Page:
Turning Tide

By Andrew Muir | Drama
A young boy encounters a downed German pilot after witnessing a large aerial battle.

Ten-year-old David lives in Scotland during World War II. One day, he is outside with his mother one day when a huge fleet of German warplanes flies above him after a bombing raid, which is quickly followed by a group of British Spitfires. The awe-inspiring sight turns into a large aerial battle, and the plane-loving child follows it as one downed plane crashes nearby.

Setting out to find the enemy warplane, David witnessed a pilot escaping the wreckage, immediately running away. David follows, leading to a life-changing encounter.

Writer-director Andrew Muir’s short historical drama has a visual sweep and ambition that is reminiscent of the grand old-fashioned studio pictures of Hollywood, with gleaming, beautiful light, sweeping camerawork and an almost epic sense of panorama. What’s striking at first glance is how handsome the look and feel of the film is, and while the images are crisp and pristine, the film language itself seems almost nostalgic in its classicism.

But while the visuals — accompanied by a rich orchestral score — possess an almost old-fashioned grandeur, the narrative register focuses on a small, almost poetic encounter between the young protagonist and an enemy soldier, which changes his understanding of war. The film takes its time to set up the time period and place, situating David in history, family and community, but the heart of the film rests on a central conflict between him and the fugitive soldier, who escapes the wreckage.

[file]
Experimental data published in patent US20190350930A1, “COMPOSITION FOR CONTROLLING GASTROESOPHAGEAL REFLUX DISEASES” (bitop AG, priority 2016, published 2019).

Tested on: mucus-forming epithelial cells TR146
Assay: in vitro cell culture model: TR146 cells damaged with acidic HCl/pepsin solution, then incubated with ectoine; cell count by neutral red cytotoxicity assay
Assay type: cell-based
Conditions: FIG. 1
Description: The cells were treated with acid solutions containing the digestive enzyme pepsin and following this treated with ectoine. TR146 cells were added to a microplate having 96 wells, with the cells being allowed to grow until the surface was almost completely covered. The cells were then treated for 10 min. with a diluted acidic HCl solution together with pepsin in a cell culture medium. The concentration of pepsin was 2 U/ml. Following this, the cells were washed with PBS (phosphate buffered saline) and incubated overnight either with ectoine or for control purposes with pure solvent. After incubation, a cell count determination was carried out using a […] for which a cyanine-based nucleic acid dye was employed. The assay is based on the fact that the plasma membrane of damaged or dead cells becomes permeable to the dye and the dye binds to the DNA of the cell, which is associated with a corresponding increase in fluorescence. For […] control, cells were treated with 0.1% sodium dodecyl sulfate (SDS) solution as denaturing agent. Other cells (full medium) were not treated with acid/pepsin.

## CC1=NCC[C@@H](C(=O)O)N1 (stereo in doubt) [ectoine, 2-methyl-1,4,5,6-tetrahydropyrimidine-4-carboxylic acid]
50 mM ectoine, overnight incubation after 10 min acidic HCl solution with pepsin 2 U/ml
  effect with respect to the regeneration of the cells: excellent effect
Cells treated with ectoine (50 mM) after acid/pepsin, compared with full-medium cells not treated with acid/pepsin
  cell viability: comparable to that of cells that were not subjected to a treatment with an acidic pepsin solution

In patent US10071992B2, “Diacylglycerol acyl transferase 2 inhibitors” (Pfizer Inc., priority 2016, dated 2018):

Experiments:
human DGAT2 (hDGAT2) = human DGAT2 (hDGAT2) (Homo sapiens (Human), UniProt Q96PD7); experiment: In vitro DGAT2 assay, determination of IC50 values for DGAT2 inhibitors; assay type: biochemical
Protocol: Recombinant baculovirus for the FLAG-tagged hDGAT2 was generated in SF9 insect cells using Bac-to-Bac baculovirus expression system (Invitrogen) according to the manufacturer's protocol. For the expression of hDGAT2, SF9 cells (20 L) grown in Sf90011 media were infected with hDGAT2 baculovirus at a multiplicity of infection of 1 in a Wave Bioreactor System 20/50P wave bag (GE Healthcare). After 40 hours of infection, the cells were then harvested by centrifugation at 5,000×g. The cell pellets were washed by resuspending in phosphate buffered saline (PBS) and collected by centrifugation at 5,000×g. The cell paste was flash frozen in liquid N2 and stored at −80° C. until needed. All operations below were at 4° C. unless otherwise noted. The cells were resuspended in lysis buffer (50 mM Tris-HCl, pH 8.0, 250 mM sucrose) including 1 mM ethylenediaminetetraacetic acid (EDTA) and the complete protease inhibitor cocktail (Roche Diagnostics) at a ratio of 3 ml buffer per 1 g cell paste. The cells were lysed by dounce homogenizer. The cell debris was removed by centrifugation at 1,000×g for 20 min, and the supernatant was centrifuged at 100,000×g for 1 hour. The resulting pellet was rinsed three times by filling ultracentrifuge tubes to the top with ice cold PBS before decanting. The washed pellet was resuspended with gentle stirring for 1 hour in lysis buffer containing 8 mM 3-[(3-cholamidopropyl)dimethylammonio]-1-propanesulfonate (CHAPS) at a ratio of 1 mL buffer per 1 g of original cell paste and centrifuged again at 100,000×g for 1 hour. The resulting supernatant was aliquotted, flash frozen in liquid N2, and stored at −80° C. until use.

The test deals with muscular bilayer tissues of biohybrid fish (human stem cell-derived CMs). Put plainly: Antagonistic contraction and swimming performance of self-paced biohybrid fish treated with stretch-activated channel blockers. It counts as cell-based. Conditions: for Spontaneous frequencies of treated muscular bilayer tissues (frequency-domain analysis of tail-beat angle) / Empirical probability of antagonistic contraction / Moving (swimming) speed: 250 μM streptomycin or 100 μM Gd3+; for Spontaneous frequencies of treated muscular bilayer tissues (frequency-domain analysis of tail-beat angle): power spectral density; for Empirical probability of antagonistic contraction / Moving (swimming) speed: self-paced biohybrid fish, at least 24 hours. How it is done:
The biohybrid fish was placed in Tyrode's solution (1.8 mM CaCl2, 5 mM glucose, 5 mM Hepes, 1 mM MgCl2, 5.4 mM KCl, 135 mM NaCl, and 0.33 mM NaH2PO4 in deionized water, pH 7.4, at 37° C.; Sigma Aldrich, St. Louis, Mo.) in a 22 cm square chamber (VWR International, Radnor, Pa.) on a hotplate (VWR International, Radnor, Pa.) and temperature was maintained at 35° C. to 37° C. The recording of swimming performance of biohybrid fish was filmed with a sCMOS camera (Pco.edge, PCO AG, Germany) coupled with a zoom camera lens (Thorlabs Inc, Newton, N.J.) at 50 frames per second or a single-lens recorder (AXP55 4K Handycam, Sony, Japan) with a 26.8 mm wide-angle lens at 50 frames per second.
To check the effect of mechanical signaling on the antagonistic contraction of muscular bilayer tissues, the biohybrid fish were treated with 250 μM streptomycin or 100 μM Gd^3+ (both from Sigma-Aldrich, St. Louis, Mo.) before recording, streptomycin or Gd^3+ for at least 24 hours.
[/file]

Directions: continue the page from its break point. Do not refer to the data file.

This encounter is rendered with little dialogue, as the pair of characters try to understand one another’s intentions and capabilities. Tension, curiosity and discovery are deftly built up and revealed in this mostly silent conversation, both in the writing and in the performances. Young actor Patrick McLoughlin captures both David’s sense of curiosity and appealing innocence, and his reaction to the soldier has both an openness and a wariness that feels true to character and situation. The soldier is played in turns with a cryptic wariness, a drive to escape and a guarded sense of latent humanity.

The interaction between David and the German soldier isn’t overly sentimentalized — there is no overdetermined realization of mutual humanity, for instance. But when the pair are finally discovered by the larger community, the emotions quickly escalate, and so does the suspense. And while the German soldier chooses one way, David’s fellow villagers choose another path — one that seems more shocking than the aerial battle he just witnessed. The violence is fleeting, but its intensity is jarring and distressing, for both viewers and David — and it deeply affects David’s understanding of what war really means.

“Turning Tide” ends with a subtle — and perhaps almost too elusive — set of images, one whose meaning is decoded when compared to the sweeping symbolism of the film’s beginnings. Instead of gliding his toy planes in the air in imitation of the ones that have flown majestically above him, David has set them down — and put away perhaps his reflexive awe at what is essentially the machinery of war, having seen up close what that enmity entails.

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